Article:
Watermelons are a member of the Cucurbitaceae family, which includes squash, pumpkins, cucumbers, muskmelons, and gourds. Individual plants produce both male and female flowers, and fruit size varies from 5 to 30 pounds, depending on variety. However, seedless varieties will require pollinators. Fruit shape and appearance are quite varied, ranging from round to cylindrical and a single color to various striped patterns on the fruit surface.
Historically, watermelon was cultivated fin ancient Egypt, though the culture extends back to prehistoric times. Its origin was verified by David Livingstone (the noted missionary explorer) in the 1850s, when he found great tracts of watermelon (called kengwe ) growing wild in the Kalahari Desert and semi-tropical regions of Africa. Even today, in semi-desert districts of Africa watermelons are cultivated as an important source of water during dry periods. Watermelon was widely distributed throughout the remainder of the world by African slaves and European colonists. It was carried to Brazil, the West Indies, Eastern North America, islands of the Pacific, New Zealand, and Australia. Written records indicate that watermelons were cultivated in Massachusetts as early as 1629, before 1664 by the Florida Indians, in 1673 in the Midwest, in 1747 in Connecticut (from seeds that originated in Russia), in 1799 by Indian tribes along the Colorado River, and in 1822 in Illinois. Watermelons are currently grown on all continents throughout the warm regions of the globe.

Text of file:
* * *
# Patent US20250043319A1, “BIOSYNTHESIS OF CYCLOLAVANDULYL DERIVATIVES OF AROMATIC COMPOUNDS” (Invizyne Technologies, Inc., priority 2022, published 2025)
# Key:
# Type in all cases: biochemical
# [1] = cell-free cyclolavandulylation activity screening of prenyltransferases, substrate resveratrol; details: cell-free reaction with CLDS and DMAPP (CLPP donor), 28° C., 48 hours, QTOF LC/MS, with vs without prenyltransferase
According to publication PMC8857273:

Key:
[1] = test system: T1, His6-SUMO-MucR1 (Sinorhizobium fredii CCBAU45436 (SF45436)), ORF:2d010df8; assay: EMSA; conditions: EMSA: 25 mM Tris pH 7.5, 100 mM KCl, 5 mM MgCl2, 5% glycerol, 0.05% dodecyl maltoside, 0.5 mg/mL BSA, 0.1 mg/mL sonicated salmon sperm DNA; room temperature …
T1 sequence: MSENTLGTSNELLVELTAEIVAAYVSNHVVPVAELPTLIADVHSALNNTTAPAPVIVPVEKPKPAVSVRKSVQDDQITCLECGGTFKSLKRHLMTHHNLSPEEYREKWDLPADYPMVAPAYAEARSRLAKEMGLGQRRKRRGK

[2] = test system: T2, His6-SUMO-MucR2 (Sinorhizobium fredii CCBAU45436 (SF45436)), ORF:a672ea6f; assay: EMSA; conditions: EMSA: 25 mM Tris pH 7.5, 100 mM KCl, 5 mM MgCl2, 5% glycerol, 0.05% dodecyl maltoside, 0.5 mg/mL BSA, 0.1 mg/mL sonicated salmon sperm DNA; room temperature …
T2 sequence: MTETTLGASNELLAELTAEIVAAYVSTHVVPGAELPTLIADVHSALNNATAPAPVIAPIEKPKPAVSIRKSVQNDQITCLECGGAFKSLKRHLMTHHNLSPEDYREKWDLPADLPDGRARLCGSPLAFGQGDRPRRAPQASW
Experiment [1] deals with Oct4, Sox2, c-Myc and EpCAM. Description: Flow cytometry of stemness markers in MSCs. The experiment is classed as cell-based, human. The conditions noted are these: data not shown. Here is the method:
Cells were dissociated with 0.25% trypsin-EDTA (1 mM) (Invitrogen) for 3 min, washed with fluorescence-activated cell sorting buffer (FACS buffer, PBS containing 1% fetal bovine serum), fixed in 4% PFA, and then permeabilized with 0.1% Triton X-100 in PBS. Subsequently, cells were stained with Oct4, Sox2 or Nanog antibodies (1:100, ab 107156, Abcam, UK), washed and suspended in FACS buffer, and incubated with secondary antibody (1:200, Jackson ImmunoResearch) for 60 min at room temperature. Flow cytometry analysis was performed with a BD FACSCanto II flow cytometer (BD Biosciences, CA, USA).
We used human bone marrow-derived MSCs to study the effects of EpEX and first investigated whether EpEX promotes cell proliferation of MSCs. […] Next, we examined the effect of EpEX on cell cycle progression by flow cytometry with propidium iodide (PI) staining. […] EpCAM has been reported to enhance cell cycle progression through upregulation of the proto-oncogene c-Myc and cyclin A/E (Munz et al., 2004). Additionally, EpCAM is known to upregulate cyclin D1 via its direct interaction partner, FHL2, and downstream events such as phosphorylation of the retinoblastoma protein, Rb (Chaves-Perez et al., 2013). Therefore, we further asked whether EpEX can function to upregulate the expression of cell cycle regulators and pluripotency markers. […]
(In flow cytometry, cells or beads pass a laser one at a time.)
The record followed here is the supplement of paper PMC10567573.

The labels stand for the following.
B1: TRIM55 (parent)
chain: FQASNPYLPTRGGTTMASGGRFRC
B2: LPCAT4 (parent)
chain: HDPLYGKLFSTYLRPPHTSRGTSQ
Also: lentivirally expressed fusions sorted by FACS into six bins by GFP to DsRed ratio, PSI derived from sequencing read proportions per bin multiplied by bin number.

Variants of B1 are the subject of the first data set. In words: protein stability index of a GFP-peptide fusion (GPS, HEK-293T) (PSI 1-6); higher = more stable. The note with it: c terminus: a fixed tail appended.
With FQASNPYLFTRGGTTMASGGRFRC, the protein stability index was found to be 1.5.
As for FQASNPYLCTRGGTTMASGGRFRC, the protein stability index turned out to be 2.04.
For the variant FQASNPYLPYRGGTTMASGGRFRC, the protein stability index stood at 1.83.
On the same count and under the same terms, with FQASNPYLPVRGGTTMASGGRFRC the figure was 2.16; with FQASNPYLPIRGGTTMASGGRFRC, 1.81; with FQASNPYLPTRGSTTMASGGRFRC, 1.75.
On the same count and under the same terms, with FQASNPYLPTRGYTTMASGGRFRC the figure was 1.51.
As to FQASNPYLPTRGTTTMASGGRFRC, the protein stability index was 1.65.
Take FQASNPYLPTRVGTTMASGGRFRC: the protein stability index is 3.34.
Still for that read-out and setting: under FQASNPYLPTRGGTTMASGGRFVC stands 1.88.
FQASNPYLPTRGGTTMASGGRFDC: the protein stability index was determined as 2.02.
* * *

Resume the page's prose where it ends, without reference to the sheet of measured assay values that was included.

Most of the watermelons harvested in the United States are sold as fresh produce. According to the National Agricultural Statistics Service, the United States produced 126,000 acres of watermelons in 2009 with a value of $460 million.